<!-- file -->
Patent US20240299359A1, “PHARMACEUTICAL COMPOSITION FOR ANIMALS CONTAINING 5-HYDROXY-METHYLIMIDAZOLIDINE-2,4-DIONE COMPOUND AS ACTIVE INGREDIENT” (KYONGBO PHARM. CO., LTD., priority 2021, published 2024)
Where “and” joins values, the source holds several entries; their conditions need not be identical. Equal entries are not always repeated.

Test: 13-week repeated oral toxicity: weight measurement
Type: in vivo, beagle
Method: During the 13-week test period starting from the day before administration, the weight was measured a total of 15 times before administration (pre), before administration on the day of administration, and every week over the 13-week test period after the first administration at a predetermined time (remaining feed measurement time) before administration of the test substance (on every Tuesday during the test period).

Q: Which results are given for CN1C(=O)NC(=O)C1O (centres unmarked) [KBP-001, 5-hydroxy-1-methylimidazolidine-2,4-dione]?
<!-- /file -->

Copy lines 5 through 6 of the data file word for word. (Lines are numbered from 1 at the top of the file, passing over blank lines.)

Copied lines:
Method: During the 13-week test period starting from the day before administration, the weight was measured a total of 15 times before administration (pre), before administration on the day of administration, and every week over the 13-week test period after the first administration at a predetermined time (remaining feed measurement time) before administration of the test substance (on every Tuesday during the test period).

Q: Which results are given for CN1C(=O)NC(=O)C1O (centres unmarked) [KBP-001, 5-hydroxy-1-methylimidazolidine-2,4-dione]?